“Clarity and directness upfront will go a really long way in getting people to follow through,” adds Berman. “We see that with kids, and we see it with adults as well.”
Setting a clear timeline with guests can also boost compliance with rules, especially if guests are going to be drinking alcohol as the gathering does on. Invitations commonly come with a start time but not an end time, notes Dr. Hameed. “So this year, families might want to think about having a time where everyone is expected to leave.
Start new traditions
If you’re not going to be able to celebrate in the way your family is accustomed to, be proactive and find new activities to make the pandemic holidays special.
“If you’re not able to share a meal with friends and family, it could be an opportunity to share in other ways, like building photo albums for family members,” suggests de Miranda. Maybe you can cook and swap dishes with nearby loved ones or write letters to relatives you’re not able to see in person this year.
Helping your kids think about ways to be kind and generous to others can make this year’s changes easier to handle, says Berman. For example, try letting your child pick a charity your family can give to. “We know that when we’re dealing with difficult emotions ourselves, doing something for someone else can really help us feel better.”
Give kids a voice
When framing this year as special and creating new activities and traditions, says Dr. Hameed, let kids have a role. What would make this feel special to your kids in positive ways, not just in the negative ways that we’re all aware of? What would they like to cook? What games do they want to play? Do they want to set aside time for favorite movies or listen to special music? “Being part of that decision-making process helps offset some of those negative feelings,” Dr. Hameed explains.
“A lot of times, as parents, we are trying to come up with ideas for things for our kids,” adds Berman. “But really, if you just ask your child, they will have ideas, and that voice that you give them is really important and a strong protective factor.”
Remember that all the changes this year can also be a chance to make the holidays more kid-friendly. Maybe everyone dresses up in a costume. Maybe the kids get to try out a messy new recipe or help stuff the turkey, now that the stakes for Thanksgiving dinner aren’t so high. Maybe it’s a big game of hide and seek that everyone — adults included — participates in. “These might just be simple things that you wouldn’t normally do,” says Dr. Hameed, “but they can still make things more fun for the kids.”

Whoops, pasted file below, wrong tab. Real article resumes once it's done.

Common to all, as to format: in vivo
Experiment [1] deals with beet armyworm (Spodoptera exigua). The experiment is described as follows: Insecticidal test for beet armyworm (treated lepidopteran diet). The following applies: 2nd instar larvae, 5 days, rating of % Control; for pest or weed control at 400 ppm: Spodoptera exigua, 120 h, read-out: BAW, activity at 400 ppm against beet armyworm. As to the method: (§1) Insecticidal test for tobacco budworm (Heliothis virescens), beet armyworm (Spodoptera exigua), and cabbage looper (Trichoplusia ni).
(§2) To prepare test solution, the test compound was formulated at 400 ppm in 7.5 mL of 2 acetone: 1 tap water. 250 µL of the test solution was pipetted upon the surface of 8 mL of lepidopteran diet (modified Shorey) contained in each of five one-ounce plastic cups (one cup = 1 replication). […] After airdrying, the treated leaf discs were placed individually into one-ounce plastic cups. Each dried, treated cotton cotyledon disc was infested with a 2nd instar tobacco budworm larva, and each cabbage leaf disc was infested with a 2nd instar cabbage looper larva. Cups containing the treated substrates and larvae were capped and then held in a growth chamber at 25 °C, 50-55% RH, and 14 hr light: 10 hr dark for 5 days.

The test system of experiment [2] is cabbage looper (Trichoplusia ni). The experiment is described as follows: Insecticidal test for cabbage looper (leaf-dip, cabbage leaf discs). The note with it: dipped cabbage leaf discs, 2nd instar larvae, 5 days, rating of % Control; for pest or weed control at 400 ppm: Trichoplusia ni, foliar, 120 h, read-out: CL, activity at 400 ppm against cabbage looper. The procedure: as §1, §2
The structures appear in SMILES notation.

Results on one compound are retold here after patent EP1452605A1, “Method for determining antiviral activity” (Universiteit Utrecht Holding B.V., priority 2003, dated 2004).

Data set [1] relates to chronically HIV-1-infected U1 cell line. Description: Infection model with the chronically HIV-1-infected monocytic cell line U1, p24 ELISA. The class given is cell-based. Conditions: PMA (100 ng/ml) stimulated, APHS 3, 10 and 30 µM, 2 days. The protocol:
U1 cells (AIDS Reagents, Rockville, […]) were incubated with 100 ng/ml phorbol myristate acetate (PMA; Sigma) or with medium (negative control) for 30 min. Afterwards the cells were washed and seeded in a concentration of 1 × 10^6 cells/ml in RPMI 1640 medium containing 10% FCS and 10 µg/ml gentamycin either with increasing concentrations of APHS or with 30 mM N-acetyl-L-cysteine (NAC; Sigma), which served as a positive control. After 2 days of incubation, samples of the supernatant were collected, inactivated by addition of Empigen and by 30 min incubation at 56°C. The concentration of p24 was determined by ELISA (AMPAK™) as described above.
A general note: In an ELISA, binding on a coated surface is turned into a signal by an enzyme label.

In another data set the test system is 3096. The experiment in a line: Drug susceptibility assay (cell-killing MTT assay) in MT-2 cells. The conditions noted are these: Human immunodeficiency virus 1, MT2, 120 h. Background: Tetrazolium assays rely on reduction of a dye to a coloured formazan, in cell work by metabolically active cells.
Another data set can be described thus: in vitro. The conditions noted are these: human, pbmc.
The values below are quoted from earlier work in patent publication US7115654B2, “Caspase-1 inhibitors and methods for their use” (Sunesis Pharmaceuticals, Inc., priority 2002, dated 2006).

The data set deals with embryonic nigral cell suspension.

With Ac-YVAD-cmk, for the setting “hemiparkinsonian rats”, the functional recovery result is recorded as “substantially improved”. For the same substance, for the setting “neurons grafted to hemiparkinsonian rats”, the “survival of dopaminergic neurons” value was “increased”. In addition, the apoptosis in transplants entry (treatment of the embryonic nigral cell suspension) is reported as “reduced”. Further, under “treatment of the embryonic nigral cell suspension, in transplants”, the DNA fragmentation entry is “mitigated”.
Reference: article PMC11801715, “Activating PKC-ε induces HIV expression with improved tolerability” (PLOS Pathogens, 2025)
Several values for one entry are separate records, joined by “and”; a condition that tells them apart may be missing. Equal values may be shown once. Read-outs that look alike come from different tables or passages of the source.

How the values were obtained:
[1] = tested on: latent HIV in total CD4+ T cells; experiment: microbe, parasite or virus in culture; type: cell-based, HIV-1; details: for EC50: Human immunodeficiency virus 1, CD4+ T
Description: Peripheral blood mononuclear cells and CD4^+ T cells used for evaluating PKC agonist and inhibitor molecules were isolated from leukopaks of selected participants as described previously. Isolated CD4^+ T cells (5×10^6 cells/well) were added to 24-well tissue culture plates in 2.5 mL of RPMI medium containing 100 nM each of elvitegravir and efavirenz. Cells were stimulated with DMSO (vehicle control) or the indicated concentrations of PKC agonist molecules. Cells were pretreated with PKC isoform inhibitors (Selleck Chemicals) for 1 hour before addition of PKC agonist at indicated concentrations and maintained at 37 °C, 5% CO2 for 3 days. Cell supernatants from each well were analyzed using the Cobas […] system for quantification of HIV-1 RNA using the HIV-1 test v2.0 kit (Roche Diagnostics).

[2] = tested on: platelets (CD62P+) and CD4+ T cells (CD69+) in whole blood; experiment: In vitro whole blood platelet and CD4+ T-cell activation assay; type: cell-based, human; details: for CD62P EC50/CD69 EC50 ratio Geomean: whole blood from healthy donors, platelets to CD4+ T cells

Let kids express disappointment
When children are upset about cancelled trips or not seeing cousins, it’s tempting to tell them that it’ll be fine, and that they’ll have just as much fun at home. But it’s important to validate their feelings by hearing them out. “You want to really pause and acknowledge that you’re disappointed, too, and let them know that it’s okay for them to feel disappointed,” says Berman.
It’s also helpful to model coping with that disappointment in a positive way. Talk to your kids about what you’re doing to feel better (like scheduling calls with far-off friends or making a favorite recipe) and help them find their own ways to do the same.
And if kids are upset or angry about your decisions not to participate in a larger family gathering, it’s important to validate those feelings too. Dr. Berman suggests language like: “I understand that you’re mad right now. It’s okay to feel frustrated. We made this decision because we thought it was the best way to stay safe. But it’s okay to feel disappointed and mad.”
That validation can go a long way in bringing down those feelings, and it gives you an opening to calmly explaining your reasoning. “Sometimes kids get upset because we’re making decisions and not really giving them any information,” says Berman. Keeping your kids in the conversation and letting them know that you hear them can help them feel respected even in situations that don’t go the way they want.